One of the tremendous benefits of attending a world-class university like UC Berkeley is the huge international exploration opportunity it affords. So far this spring, I have been privileged enough to study abroad in France, traveling throughout the cities, the Riviera, and the beautiful countryside, becoming engrossed in French culture. This experience shed new light on my experience at Berkeley overall, and on Greek life in particular. Now, because of my extensive world traveling, I have become enlightened regarding a common and highly damaging misconception:

It’s technically only ‘Shackles and Champagne’ if they’re from the Champagne region of France. Otherwise, you have to call them ‘Sparkling Wine and Zip Ties.’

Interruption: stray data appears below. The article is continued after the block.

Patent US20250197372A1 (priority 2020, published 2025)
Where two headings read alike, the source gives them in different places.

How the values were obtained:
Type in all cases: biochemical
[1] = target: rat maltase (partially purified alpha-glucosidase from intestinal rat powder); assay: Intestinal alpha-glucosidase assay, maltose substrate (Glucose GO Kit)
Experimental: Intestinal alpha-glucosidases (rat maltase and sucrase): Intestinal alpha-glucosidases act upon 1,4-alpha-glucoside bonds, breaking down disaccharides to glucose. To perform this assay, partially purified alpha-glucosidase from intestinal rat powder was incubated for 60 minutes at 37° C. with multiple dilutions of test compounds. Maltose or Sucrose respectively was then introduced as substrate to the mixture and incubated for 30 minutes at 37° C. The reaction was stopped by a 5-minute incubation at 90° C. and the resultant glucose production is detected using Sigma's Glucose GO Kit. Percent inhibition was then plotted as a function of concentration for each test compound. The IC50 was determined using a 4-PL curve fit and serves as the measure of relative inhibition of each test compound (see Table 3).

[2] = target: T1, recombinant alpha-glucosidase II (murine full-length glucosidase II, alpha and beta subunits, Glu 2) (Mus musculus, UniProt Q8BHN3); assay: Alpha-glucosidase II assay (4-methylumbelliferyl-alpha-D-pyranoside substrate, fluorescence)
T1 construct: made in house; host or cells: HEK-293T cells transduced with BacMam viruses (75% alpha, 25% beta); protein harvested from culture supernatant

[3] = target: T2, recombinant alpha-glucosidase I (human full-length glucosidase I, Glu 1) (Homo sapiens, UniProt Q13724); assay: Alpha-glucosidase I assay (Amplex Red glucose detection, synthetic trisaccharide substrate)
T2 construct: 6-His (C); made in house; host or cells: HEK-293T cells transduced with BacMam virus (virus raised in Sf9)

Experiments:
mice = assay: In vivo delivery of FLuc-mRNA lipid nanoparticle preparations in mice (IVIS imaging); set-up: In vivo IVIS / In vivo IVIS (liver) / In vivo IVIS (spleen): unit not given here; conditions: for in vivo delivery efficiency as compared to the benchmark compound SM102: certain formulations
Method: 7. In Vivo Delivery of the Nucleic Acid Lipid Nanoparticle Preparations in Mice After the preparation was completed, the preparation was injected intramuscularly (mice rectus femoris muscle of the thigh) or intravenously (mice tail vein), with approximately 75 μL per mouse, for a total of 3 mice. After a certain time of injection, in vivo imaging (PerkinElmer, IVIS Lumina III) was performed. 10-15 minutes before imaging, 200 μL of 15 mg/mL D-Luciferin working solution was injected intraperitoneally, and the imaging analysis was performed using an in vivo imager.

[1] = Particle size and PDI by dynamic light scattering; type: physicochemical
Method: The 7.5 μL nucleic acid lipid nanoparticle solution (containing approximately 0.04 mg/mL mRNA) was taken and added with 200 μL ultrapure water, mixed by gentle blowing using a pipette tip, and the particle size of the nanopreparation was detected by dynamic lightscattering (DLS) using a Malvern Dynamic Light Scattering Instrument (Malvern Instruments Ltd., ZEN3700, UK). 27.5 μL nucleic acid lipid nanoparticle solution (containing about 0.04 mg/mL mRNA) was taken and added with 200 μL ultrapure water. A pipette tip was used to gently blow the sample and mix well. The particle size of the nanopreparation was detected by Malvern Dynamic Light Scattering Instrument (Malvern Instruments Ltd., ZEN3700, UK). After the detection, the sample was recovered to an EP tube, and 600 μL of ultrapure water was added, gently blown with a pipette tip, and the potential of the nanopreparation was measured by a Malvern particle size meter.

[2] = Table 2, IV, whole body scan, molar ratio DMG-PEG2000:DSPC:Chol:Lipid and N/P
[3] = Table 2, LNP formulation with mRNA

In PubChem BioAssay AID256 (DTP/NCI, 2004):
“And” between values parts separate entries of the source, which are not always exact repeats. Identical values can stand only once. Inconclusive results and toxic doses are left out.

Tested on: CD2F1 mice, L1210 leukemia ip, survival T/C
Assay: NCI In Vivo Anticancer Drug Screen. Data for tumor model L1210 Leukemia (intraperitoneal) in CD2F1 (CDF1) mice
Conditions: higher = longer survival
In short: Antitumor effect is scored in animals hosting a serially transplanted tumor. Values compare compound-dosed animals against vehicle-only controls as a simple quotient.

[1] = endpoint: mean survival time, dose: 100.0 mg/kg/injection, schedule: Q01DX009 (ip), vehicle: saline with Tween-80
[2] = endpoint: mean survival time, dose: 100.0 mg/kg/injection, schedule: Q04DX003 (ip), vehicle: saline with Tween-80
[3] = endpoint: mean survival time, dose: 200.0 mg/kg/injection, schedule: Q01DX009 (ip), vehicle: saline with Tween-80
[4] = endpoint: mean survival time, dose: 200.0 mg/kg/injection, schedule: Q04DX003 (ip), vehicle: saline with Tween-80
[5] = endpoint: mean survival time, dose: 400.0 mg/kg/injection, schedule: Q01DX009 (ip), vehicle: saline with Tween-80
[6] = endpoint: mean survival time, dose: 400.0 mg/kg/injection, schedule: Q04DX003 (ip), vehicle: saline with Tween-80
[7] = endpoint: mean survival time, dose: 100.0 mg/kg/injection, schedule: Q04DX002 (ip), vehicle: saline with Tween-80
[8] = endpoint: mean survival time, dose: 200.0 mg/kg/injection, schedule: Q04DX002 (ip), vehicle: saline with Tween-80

For those tragically unaware, ‘Shackles and Champagne’ is an American college drinking condition in which you and a partner, generally someone you’re tryna bone later in the evening, get bound together and cannot break free of your cuffs until you finish a magnum bottle of champagne. Except it’s not champagne, you unevolved plebeians. Real champagne comes from Champagne, France, an area known for its nutrient-rich soil which makes damn good bubbly. Stop being posers and drink some $2 prosecco, you cretins, while I spray myself with Dom, handcuff a chick with real, police grade cuffs, and bask in the glorious French sun.


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